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Maleeah v. Darcy

United States District Court, S.D. Georgia, Savannah Division

January 22, 2019

CAGER A. MALEEAH, Plaintiff,
PA DARCY, et al., Defendants.


          Christopher L. Ray, United States Magistrate Judge Southern District of Georgia

         In this denial of medical care case, plaintiff complains that defendants' acts and omissions caused him harm, including hospitalization for a life-threatening infection, the amputation of a toe and excision of infected bones and tissue in his foot, and ongoing balance problems, nerve pain, and discomfort, which may never fade. See docs. 1 & 5; see doc. 14 (authorizing service of the Complaint on P.A. Darcy and Nurses Grant, Tyler, Green, and Anderson). Defendant Nurse Anderson, he contends, refused to give him his prescribed medication on two occasions after he returned from the hospital to the prison. Doc. 5 at 22; see doc. 1-2 at 16 (copy of August 2016 grievance). He thus seeks an Order enjoining defendants from “interfering with, and denying [his] medical procedures/treatment” and ordering defendants to “facilitate immediately, the process for plaintiff to receive necessary medical treatment.” Doc. 5 at 1-2. Defendants oppose. Doc. 28.

         To be entitled to a temporary restraining order or preliminary injunction, [1] a plaintiff must demonstrate: (1) a substantial likelihood of ultimate success on the merits; (2) that a restraining order or injunction is necessary to prevent irreparable injury; (3) that the threatened injury outweighs the harm that the restraining order or injunction would inflict on the other party; and (4) that the restraining order or injunction would not be adverse to the public interest. Schiavo ex rel. Schindler v. Schiavo, 403 F.3d 1223, 1225-26 (11th Cir. 2005). An “injunction is an extraordinary and drastic remedy not to be granted unless the movant clearly established the ‘burden of persuasion' as to the four requisites.” Horton v. City of Augustine, 272 F.3d 1318, 1326 (11th Cir. 2001).

         Here, as defendants note, plaintiff has attached documents showing that his last grievance alleging less-than fully adequate care was lodged nearly a year before filing this action. Doc. 1-2 at 23-25, cited in doc. 28 at 4. Indeed, his condition has stabilized since the infection ravaged him in May 2016. See docs. 1 & 5. That his condition has not improved to his satisfaction, or to the point he would be at but-for defendants' alleged (in)actions, doc. 5 at 23-24, does not manufacture any threat of serious or imminent harm. Aside from his worries that a repeat of the events of the Complaint - the failures that led to his infection lingering, untreated, until it reached life-threatening magnitude - will occur absent Court intervention, plaintiff does not allege that defendants have continued to deny or offered less than adequate medical care. See Id. In other words, Maleeah shows no present and substantial risk of imminent harm which compels enjoinment. Northeastern Fla. Chapter of Ass'n of General Contractors of Am. v. City of Jacksonville. Fla., 896 F.2d 1283, 1285 (11th Cir. 1990) (to satisfy the irreparable injury requirement, a plaintiff must show the threat of injury is “neither remote nor speculative, but actual and imminent.”).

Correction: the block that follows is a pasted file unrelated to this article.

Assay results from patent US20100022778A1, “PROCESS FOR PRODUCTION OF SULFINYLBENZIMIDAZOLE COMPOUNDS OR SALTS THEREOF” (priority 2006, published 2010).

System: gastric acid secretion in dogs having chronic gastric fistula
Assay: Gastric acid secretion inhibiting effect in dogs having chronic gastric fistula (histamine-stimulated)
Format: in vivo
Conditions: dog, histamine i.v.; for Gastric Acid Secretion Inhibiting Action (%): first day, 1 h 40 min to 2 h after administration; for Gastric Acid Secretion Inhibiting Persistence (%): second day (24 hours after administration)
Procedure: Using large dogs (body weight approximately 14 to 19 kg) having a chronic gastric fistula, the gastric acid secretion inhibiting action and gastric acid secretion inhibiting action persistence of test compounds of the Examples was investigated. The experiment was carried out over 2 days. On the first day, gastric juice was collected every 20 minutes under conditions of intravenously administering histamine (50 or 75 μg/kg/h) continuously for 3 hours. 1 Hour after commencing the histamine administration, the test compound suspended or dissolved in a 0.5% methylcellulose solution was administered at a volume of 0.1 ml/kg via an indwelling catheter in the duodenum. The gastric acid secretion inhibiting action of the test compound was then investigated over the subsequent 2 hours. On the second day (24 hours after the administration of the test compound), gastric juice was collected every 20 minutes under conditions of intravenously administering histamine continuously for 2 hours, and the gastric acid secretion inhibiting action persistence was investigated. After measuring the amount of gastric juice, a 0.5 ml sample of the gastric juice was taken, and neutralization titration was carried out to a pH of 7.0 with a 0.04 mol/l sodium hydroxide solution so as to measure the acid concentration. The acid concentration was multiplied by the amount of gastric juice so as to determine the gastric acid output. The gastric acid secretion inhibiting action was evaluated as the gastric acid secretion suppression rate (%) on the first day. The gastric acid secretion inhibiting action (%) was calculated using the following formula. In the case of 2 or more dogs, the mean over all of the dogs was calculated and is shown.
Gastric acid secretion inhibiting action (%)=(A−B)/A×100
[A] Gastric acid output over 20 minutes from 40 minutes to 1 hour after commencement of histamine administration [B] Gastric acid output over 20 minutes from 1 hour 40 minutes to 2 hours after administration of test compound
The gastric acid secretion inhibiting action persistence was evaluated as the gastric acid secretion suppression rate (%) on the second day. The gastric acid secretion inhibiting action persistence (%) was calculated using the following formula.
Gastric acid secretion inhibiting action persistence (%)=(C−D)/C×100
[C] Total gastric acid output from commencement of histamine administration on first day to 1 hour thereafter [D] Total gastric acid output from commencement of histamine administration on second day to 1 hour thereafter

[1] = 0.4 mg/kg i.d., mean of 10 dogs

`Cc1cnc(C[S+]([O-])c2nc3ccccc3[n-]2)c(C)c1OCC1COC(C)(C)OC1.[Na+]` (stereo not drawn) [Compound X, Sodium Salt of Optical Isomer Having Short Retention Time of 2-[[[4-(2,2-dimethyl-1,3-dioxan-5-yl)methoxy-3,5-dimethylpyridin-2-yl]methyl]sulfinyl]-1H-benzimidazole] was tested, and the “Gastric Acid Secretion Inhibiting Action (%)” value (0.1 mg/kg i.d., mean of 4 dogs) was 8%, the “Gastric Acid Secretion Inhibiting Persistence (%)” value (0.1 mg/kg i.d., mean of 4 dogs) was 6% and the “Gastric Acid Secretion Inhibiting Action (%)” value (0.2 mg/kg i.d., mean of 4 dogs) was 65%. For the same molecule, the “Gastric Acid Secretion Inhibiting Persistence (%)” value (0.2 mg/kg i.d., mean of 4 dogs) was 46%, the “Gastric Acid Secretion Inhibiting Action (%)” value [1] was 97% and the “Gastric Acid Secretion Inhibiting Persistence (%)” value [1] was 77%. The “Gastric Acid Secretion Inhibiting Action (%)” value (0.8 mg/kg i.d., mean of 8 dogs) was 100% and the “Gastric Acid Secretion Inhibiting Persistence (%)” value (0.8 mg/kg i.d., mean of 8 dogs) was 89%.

Because plaintiff has not met his burden of persuasion on all four requisites for obtaining injunctive relief, his motion should be DENIED without prejudice to refiling, should conditions warranting such relief later arise. This Report and Recommendation (R&R) is submitted to the district judge assigned to this action, pursuant to 28 U.S.C. § 636(b)(1)(B) and this Court's Local Rule 72.3. Within 14 days of service, any party may file written objections to this R&R with the Court and serve a copy on all parties. The document should be captioned “Objections to Magistrate Judge's Report and Recommendations.” Any request for additional time to file objections should be filed with the Clerk for consideration by the assigned district judge.

         After the objections period has ended, the Clerk shall submit this R&R together with any objections to the assigned district judge. The district judge will review the magistrate judge's findings and recommendations pursuant to 28 U.S.C. § 636(b)(1)(C). The parties are advised that failure to timely file objections will result in the waiver of rights on appeal. 11th Cir. R. 3-1; see Symonett v. V.A. Leasing Corp., 648 Fed.Appx. 787, 790 (11th Cir. 2016); Mitchell v. United States, 612 F. App'x 542, 545 (11th Cir. 2015).




[1] If a plaintiff succeeds in making such a showing, then “the court may grant injunctive relief, but the relief must be no broader than necessary to remedy the constitutional violation.” Newman v. State of Ala., 683 F.2d 1312, 1319 (11th Cir. 1982). Accordingly, where there is a constitutional violation in the prison context, courts traditionally are reluctant to interfere with prison administration and discipline, unless there is a clear abuse of discretion. See Procunier v. Martinez, 416 U.S. 396, 404-05 (1974) (“Traditionally, federal courts have adopted a broad hands-off attitude toward problems of prison administration [because] . . . courts are ill equipped to deal with the increasingly urgent problems of prison administration and reform.”), overruled on other grounds by Thornburgh v. Abbott, 490 U.S. 401 (1989). In such cases, “[d]eference to prison authorities is especially appropriate.” Newman, 683 F.2d at 1320-21 (reversing district court's ...

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